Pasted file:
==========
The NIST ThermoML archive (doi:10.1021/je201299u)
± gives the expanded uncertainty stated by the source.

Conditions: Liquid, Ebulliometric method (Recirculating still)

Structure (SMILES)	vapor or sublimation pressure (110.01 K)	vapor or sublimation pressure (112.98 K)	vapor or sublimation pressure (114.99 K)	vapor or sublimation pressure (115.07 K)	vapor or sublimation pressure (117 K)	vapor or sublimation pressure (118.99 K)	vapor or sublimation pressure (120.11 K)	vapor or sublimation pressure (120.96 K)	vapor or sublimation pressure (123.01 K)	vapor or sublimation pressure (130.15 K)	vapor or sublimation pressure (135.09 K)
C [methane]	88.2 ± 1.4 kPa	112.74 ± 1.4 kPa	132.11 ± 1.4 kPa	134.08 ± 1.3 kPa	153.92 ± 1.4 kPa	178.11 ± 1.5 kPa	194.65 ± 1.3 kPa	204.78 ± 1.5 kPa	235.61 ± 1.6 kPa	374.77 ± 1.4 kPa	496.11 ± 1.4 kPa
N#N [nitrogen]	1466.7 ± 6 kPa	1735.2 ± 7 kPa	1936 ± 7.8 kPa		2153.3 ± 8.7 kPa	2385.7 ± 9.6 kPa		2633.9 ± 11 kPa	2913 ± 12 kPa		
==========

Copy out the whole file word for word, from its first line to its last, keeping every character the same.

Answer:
The NIST ThermoML archive (doi:10.1021/je201299u)
± gives the expanded uncertainty stated by the source.

Conditions: Liquid, Ebulliometric method (Recirculating still)

Structure (SMILES)	vapor or sublimation pressure (110.01 K)	vapor or sublimation pressure (112.98 K)	vapor or sublimation pressure (114.99 K)	vapor or sublimation pressure (115.07 K)	vapor or sublimation pressure (117 K)	vapor or sublimation pressure (118.99 K)	vapor or sublimation pressure (120.11 K)	vapor or sublimation pressure (120.96 K)	vapor or sublimation pressure (123.01 K)	vapor or sublimation pressure (130.15 K)	vapor or sublimation pressure (135.09 K)
C [methane]	88.2 ± 1.4 kPa	112.74 ± 1.4 kPa	132.11 ± 1.4 kPa	134.08 ± 1.3 kPa	153.92 ± 1.4 kPa	178.11 ± 1.5 kPa	194.65 ± 1.3 kPa	204.78 ± 1.5 kPa	235.61 ± 1.6 kPa	374.77 ± 1.4 kPa	496.11 ± 1.4 kPa
N#N [nitrogen]	1466.7 ± 6 kPa	1735.2 ± 7 kPa	1936 ± 7.8 kPa		2153.3 ± 8.7 kPa	2385.7 ± 9.6 kPa		2633.9 ± 11 kPa	2913 ± 12 kPa		